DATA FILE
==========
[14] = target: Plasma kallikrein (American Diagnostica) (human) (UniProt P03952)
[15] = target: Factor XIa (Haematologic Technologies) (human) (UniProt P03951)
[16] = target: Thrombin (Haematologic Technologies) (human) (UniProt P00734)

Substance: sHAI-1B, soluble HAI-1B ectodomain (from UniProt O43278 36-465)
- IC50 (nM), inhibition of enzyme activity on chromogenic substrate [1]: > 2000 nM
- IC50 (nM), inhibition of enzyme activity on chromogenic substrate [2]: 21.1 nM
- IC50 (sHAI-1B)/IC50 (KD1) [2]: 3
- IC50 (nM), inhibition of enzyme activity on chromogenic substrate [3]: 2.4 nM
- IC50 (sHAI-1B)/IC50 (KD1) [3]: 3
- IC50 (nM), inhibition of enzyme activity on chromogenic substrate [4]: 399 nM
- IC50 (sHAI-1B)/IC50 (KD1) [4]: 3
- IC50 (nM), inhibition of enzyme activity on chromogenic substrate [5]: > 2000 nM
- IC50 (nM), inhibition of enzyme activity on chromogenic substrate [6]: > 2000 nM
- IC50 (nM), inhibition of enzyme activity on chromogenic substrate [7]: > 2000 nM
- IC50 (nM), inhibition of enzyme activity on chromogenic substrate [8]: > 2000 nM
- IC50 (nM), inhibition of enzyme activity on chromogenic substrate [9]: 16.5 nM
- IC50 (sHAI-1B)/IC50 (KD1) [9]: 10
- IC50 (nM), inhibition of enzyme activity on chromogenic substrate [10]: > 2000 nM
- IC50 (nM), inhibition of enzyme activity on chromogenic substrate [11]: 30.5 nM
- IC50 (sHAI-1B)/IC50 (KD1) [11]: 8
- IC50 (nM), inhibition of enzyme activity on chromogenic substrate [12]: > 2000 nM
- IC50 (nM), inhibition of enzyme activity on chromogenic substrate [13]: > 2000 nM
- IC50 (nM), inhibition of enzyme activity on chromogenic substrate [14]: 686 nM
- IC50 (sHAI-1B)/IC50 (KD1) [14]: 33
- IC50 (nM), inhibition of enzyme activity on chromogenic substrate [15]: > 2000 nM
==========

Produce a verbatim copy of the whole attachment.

[14] = target: Plasma kallikrein (American Diagnostica) (human) (UniProt P03952)
[15] = target: Factor XIa (Haematologic Technologies) (human) (UniProt P03951)
[16] = target: Thrombin (Haematologic Technologies) (human) (UniProt P00734)

Substance: sHAI-1B, soluble HAI-1B ectodomain (from UniProt O43278 36-465)
- IC50 (nM), inhibition of enzyme activity on chromogenic substrate [1]: > 2000 nM
- IC50 (nM), inhibition of enzyme activity on chromogenic substrate [2]: 21.1 nM
- IC50 (sHAI-1B)/IC50 (KD1) [2]: 3
- IC50 (nM), inhibition of enzyme activity on chromogenic substrate [3]: 2.4 nM
- IC50 (sHAI-1B)/IC50 (KD1) [3]: 3
- IC50 (nM), inhibition of enzyme activity on chromogenic substrate [4]: 399 nM
- IC50 (sHAI-1B)/IC50 (KD1) [4]: 3
- IC50 (nM), inhibition of enzyme activity on chromogenic substrate [5]: > 2000 nM
- IC50 (nM), inhibition of enzyme activity on chromogenic substrate [6]: > 2000 nM
- IC50 (nM), inhibition of enzyme activity on chromogenic substrate [7]: > 2000 nM
- IC50 (nM), inhibition of enzyme activity on chromogenic substrate [8]: > 2000 nM
- IC50 (nM), inhibition of enzyme activity on chromogenic substrate [9]: 16.5 nM
- IC50 (sHAI-1B)/IC50 (KD1) [9]: 10
- IC50 (nM), inhibition of enzyme activity on chromogenic substrate [10]: > 2000 nM
- IC50 (nM), inhibition of enzyme activity on chromogenic substrate [11]: 30.5 nM
- IC50 (sHAI-1B)/IC50 (KD1) [11]: 8
- IC50 (nM), inhibition of enzyme activity on chromogenic substrate [12]: > 2000 nM
- IC50 (nM), inhibition of enzyme activity on chromogenic substrate [13]: > 2000 nM
- IC50 (nM), inhibition of enzyme activity on chromogenic substrate [14]: 686 nM
- IC50 (sHAI-1B)/IC50 (KD1) [14]: 33
- IC50 (nM), inhibition of enzyme activity on chromogenic substrate [15]: > 2000 nM